“Young people are excited by the allure of invention, but often don’t understand the difficulties of taking an idea into the marketplace. Math and the sciences are the core languages of the future, even if pursuing careers outside of science,” said Parazynski, who received an R&D 100 Award from R&D Magazine for one of the top innovations in 2010. “Bringing together multidisciplinary teams, including engineering, scientific, legal, financial, marketing and other expertise, is often the missing link. Many new businesses fail because they get too enamored of their idea without thinking through all the other steps.

“ASU offers a remarkable environment in which to work and teach. It is a powerhouse for innovation, entrepreneurship and student training – with the incubator at Skysong, the rapid prototyping facility at the Polytechnic School, the Innovation Challenge efforts pursued in W. P. Carey School of Business, The Biodesign Institute and partnerships with the Mayo Clinic. If you get all the smart people in the room looking at a problem from all their different angles – you have a much stronger chance of success,” he said.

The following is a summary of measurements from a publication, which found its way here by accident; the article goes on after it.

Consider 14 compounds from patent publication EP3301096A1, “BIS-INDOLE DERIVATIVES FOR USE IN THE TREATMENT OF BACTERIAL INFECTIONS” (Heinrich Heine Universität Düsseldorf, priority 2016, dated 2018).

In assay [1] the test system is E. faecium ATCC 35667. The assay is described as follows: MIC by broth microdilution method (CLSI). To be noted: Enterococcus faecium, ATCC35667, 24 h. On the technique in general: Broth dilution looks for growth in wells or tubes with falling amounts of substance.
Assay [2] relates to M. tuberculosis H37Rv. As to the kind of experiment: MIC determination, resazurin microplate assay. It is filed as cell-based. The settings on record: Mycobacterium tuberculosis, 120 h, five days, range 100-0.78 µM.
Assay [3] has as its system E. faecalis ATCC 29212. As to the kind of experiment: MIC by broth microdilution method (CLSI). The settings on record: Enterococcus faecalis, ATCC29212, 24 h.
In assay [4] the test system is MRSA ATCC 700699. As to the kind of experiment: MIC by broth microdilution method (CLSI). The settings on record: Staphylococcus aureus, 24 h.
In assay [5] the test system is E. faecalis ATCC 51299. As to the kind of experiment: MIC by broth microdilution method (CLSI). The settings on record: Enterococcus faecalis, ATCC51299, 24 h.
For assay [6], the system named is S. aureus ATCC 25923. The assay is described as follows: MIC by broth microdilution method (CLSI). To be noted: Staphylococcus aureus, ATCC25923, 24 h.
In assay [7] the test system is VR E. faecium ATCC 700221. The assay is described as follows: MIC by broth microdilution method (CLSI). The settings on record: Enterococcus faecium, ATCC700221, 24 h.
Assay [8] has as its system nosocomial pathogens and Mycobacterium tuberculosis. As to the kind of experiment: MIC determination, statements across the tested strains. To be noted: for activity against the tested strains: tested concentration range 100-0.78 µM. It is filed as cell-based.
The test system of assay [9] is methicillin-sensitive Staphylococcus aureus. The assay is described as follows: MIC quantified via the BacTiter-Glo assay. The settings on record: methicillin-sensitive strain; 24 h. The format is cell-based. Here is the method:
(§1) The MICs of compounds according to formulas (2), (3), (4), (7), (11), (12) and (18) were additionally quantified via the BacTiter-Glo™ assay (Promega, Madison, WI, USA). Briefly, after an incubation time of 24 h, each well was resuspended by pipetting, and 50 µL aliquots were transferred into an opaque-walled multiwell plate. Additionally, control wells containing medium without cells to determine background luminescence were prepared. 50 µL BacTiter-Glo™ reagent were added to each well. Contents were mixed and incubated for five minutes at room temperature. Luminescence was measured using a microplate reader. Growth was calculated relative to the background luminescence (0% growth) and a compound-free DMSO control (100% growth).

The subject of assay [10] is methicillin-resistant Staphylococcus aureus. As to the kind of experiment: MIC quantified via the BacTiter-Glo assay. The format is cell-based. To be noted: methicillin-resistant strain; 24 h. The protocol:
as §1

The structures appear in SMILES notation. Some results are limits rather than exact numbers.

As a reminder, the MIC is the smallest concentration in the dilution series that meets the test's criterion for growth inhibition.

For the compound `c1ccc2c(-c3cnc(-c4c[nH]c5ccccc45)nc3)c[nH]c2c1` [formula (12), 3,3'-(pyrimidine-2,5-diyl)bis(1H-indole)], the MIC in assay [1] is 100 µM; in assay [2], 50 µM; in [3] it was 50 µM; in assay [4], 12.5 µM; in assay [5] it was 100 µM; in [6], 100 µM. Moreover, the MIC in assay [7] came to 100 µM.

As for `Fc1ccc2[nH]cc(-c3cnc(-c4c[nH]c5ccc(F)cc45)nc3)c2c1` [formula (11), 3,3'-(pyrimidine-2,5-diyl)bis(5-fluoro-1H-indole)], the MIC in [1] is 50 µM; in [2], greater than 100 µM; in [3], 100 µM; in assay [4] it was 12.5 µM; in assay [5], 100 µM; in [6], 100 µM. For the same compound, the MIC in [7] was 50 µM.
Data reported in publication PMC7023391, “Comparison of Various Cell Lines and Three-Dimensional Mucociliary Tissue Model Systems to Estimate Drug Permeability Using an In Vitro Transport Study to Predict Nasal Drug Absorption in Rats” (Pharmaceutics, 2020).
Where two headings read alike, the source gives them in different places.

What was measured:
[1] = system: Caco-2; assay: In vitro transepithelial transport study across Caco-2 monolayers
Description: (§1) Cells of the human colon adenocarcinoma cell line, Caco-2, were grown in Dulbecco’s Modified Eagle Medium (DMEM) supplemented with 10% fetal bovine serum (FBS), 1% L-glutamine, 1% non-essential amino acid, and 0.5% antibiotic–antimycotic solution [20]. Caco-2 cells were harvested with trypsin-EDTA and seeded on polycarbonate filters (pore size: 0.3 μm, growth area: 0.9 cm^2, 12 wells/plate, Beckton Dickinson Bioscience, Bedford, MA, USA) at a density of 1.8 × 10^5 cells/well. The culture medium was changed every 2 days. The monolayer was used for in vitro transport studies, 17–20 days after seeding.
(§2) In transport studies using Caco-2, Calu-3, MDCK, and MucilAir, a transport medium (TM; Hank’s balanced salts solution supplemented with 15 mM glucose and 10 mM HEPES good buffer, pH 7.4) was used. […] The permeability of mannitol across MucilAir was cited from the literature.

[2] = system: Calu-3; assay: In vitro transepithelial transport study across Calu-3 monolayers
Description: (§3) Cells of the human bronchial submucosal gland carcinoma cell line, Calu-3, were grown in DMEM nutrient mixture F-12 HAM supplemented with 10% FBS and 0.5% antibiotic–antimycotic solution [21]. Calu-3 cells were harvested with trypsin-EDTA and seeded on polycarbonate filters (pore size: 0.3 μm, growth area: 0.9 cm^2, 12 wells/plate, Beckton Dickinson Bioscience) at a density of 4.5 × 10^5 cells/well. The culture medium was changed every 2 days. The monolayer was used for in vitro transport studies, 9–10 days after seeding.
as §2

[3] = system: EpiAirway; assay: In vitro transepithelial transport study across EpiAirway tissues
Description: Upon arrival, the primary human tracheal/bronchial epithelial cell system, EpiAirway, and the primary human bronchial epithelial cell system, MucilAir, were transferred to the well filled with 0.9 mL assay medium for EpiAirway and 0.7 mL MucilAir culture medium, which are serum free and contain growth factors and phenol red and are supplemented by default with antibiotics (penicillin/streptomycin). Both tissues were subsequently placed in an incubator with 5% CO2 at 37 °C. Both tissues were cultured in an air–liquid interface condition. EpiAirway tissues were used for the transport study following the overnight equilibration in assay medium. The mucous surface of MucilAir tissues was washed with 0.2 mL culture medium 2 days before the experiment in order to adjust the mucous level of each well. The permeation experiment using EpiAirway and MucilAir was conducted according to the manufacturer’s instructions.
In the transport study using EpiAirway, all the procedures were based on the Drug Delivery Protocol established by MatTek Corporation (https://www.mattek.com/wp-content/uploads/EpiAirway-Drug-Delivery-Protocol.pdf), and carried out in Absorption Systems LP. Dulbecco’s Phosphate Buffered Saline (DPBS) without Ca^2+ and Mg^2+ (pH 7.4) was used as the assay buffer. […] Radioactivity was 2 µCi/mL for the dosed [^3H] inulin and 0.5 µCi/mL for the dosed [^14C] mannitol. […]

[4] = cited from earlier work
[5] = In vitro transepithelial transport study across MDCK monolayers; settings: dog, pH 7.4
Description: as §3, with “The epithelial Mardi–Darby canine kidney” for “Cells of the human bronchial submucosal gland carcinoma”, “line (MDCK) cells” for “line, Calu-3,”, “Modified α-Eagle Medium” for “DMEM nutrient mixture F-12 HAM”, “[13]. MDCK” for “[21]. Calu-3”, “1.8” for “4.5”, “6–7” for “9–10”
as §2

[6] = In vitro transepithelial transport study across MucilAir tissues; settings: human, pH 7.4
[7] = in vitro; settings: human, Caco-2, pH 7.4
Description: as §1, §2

Parazynski was a young achiever. His first invention was a bike-powered lawnmower at age eight. Since then, he’s continued to invent, founded start-up ventures and been consultant to a myriad of commercial enterprises. An experienced diver, pilot and mountaineer, he’s climbed Everest and summited all 59 of Colorado’s peaks over 14,000 feet (called the “Colorado Grand Slam”).

“My bucket list is always full,” said Parazynski. “However, my biggest passion now is the inventive process, working with students and helping people bring out the best in themselves.”

Written by Margaret Coulombe, University Provost's Office

Media contact:

Sharon Keeler